House of Representatives bans the use of Copilot over security concerns


What just happened? Microsoft has been dealt some more bad news related to its Copilot generative AI assistant: The US House of Representatives has issued a strict ban on congressional staffers using the tool over security fears. It now joins ChatGPT on the House’s list of banned and restricted AI tools.

In guidance to congressional offices issued by The House’s Chief Administrative Officer, Catherine Szpindor, and seen by Axios, it’s stated that Copilot is “unauthorized for House use.” The guidance adds that Copilot will be removed from and blocked on all Windows devices controlled by the House.

Szpindor said that the Office of Cybersecurity had deemed Copilot to be a risk to users due to the threat of leaking House data to non-House-approved cloud services.

Microsoft is planning to roll out a suite of government-focused tools this summer, which it says meet federal government security and compliance requirements. The Redmond company hopes these will address Congress’ concerns.

“We recognize that government users have higher security requirements for data. That’s why we announced a roadmap of Microsoft AI tools, like Copilot,” a Microsoft spokesperson told Reuters.

Szpindor’s office said that the guidance applies to the commercial version of Copilot, adding that the government version will be evaluated when it becomes available and a determination regarding its use will be made at that time.

For all the hype over generative AI, plenty of large companies and organizations have banned the use of the most popular tool of them all, ChatGPT. Amazon, Apple, Samsung, the World Economic Forum, Bank of America, and Verizon are just some of the big names that have implemented total bans or restrictions on OpenAI’s generative AI among employees. House staffers were restricted from using the paid-for version of ChatGPT last year, limiting inputs to non-sensitive data, while use of the free version was banned altogether.

Microsoft has been aggressively pushing Copilot recently, launching a Pro subscription, quietly installing the Copilot app on Windows PCs, and releasing the new Surface Pro 10 and Surface Laptop 6 with dedicated Copilot buttons. However, according to a new report, Copilot for Microsoft 365 customers are complaining that it isn’t as good as ChatGPT, despite being built on top of the same technology. Microsoft believes the issue lies with people who aren’t using Copilot correctly or don’t understand the differences between the two products.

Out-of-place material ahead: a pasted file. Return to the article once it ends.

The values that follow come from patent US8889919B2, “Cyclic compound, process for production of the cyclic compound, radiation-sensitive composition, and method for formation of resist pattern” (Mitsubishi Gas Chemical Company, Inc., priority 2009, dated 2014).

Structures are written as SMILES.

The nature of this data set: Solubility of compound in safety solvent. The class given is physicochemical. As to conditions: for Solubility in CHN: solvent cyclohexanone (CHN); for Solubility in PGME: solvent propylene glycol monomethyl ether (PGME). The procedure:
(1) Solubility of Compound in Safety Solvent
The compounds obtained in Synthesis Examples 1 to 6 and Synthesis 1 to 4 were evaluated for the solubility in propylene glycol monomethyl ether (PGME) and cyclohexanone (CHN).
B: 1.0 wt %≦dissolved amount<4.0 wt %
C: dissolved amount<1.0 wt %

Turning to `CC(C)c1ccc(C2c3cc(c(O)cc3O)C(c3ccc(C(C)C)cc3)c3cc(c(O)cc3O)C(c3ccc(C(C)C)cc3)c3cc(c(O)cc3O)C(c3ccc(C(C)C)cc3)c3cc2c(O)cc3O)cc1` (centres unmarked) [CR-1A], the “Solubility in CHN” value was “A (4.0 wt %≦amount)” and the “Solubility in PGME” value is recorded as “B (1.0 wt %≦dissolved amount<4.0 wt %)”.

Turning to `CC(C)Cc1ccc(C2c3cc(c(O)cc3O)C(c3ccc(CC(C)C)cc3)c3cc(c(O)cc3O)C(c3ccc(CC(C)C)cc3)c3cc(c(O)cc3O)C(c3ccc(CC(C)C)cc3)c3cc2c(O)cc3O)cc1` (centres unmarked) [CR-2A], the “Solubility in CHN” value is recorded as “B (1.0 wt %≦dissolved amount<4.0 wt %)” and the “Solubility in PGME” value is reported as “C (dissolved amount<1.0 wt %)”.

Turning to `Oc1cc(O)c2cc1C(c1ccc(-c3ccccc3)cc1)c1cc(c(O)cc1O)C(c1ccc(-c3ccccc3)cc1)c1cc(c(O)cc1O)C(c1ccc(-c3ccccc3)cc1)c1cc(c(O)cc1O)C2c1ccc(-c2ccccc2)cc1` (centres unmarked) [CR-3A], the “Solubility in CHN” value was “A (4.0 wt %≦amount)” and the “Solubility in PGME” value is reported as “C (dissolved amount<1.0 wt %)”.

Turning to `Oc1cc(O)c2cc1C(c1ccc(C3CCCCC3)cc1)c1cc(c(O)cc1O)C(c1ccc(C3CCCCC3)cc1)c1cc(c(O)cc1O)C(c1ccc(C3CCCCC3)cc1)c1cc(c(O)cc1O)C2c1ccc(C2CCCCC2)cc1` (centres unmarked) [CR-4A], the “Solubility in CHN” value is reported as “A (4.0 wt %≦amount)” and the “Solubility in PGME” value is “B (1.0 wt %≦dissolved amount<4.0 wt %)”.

Masthead: NATO North Atlantic Treaty Organization



Source link


What just happened? Microsoft has been dealt some more bad news related to its Copilot generative AI assistant: The US House of Representatives has issued a strict ban on congressional staffers using the tool over security fears. It now joins ChatGPT on the House’s list of banned and restricted AI tools.

In guidance to congressional offices issued by The House’s Chief Administrative Officer, Catherine Szpindor, and seen by Axios, it’s stated that Copilot is “unauthorized for House use.” The guidance adds that Copilot will be removed from and blocked on all Windows devices controlled by the House.

Szpindor said that the Office of Cybersecurity had deemed Copilot to be a risk to users due to the threat of leaking House data to non-House-approved cloud services.

Microsoft is planning to roll out a suite of government-focused tools this summer, which it says meet federal government security and compliance requirements. The Redmond company hopes these will address Congress’ concerns.

“We recognize that government users have higher security requirements for data. That’s why we announced a roadmap of Microsoft AI tools, like Copilot,” a Microsoft spokesperson told Reuters.

Szpindor’s office said that the guidance applies to the commercial version of Copilot, adding that the government version will be evaluated when it becomes available and a determination regarding its use will be made at that time.

For all the hype over generative AI, plenty of large companies and organizations have banned the use of the most popular tool of them all, ChatGPT. Amazon, Apple, Samsung, the World Economic Forum, Bank of America, and Verizon are just some of the big names that have implemented total bans or restrictions on OpenAI’s generative AI among employees. House staffers were restricted from using the paid-for version of ChatGPT last year, limiting inputs to non-sensitive data, while use of the free version was banned altogether.

Microsoft has been aggressively pushing Copilot recently, launching a Pro subscription, quietly installing the Copilot app on Windows PCs, and releasing the new Surface Pro 10 and Surface Laptop 6 with dedicated Copilot buttons. However, according to a new report, Copilot for Microsoft 365 customers are complaining that it isn’t as good as ChatGPT, despite being built on top of the same technology. Microsoft believes the issue lies with people who aren’t using Copilot correctly or don’t understand the differences between the two products.

Masthead: NATO North Atlantic Treaty Organization



Source link

More from author

LEAVE A REPLY

Please enter your comment!
Please enter your name here

Related posts

Advertismentspot_img

Latest posts

Sony’s WF-1000XM5 earbuds are on sale for just $7 shy of their all-time low

Whether you need some peace while working from home or plan on taking some summer travels, a good pair of wireless earbuds is...

5 exclusive macOS Sonoma features only Apple Silicon users can enjoy

Apple released macOS Sonoma last year to Mac users. With this launch, Cupertino added a few exclusive features only Apple Silicon users can...

Want to stay up to date with the latest news?

We would love to hear from you! Please fill in your details and we will stay in touch. It's that simple!